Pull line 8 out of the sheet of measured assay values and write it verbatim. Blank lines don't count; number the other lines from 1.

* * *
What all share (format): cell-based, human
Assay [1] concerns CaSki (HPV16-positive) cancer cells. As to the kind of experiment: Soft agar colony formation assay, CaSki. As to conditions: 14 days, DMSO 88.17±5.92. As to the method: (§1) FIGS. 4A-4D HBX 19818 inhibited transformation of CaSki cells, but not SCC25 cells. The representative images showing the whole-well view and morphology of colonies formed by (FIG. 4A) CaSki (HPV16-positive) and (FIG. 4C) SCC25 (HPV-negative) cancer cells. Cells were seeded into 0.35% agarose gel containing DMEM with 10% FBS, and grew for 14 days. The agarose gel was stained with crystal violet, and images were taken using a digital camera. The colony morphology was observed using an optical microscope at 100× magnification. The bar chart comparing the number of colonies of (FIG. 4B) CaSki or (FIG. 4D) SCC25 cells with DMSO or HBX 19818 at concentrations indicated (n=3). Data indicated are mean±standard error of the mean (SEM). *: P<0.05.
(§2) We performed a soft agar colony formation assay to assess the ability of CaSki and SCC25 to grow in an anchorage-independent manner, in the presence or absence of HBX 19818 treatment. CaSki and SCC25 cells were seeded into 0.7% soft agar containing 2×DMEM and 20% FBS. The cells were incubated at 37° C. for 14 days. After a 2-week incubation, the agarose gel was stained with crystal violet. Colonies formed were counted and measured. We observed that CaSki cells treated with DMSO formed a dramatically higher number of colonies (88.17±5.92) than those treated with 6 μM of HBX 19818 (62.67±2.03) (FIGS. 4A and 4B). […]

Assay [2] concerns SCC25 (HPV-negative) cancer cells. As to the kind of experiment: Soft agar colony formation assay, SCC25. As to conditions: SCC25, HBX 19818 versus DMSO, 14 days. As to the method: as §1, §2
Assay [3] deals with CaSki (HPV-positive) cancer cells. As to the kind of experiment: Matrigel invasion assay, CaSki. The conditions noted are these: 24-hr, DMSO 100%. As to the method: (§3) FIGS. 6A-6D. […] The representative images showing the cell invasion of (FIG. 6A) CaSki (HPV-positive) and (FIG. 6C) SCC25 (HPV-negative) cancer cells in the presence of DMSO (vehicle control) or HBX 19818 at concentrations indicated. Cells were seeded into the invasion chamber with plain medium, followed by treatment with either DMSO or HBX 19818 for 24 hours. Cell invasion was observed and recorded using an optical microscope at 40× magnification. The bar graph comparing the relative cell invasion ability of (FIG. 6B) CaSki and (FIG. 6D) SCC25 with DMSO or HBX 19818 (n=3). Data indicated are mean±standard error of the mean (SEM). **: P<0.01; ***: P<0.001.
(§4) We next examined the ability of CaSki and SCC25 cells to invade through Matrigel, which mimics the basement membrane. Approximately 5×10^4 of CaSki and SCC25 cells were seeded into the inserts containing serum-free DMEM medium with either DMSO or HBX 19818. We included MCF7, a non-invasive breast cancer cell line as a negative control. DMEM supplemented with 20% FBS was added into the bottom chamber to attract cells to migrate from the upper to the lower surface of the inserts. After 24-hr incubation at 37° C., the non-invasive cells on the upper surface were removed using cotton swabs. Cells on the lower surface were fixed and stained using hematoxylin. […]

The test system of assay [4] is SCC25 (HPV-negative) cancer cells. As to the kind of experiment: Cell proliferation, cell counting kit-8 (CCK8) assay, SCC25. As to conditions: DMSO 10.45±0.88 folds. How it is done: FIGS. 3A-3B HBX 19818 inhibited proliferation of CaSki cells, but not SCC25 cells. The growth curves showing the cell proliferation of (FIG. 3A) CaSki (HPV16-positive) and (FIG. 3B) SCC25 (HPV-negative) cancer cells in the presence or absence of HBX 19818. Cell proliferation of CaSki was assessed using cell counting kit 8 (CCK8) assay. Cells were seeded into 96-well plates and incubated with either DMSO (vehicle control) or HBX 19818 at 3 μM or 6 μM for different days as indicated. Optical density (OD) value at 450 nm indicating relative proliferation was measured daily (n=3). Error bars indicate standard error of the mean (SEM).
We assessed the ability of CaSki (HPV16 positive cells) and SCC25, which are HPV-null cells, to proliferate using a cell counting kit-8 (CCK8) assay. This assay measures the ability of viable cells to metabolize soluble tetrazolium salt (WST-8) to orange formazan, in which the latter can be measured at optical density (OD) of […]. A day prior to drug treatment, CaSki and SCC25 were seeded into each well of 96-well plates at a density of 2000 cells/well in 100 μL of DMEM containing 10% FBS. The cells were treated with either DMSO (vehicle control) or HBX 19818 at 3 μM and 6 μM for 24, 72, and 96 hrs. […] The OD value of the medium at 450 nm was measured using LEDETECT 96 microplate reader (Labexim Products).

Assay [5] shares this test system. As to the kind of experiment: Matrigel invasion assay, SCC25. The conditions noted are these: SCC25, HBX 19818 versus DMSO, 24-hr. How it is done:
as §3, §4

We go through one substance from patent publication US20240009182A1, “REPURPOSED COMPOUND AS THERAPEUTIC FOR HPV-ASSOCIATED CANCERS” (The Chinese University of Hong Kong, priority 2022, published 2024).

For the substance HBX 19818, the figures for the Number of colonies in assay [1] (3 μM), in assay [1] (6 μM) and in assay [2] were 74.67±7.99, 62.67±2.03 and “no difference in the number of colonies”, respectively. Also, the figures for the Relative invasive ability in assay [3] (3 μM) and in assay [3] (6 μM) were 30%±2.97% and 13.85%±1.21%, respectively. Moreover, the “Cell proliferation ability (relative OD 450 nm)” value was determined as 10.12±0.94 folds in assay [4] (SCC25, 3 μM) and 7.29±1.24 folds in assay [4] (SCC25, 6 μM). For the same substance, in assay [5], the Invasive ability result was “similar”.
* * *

We assessed the ability of CaSki (HPV16 positive cells) and SCC25, which are HPV-null cells, to proliferate using a cell counting kit-8 (CCK8) assay. This assay measures the ability of viable cells to metabolize soluble tetrazolium salt (WST-8) to orange formazan, in which the latter can be measured at optical density (OD) of […]. A day prior to drug treatment, CaSki and SCC25 were seeded into each well of 96-well plates at a density of 2000 cells/well in 100 μL of DMEM containing 10% FBS. The cells were treated with either DMSO (vehicle control) or HBX 19818 at 3 μM and 6 μM for 24, 72, and 96 hrs. […] The OD value of the medium at 450 nm was measured using LEDETECT 96 microplate reader (Labexim Products).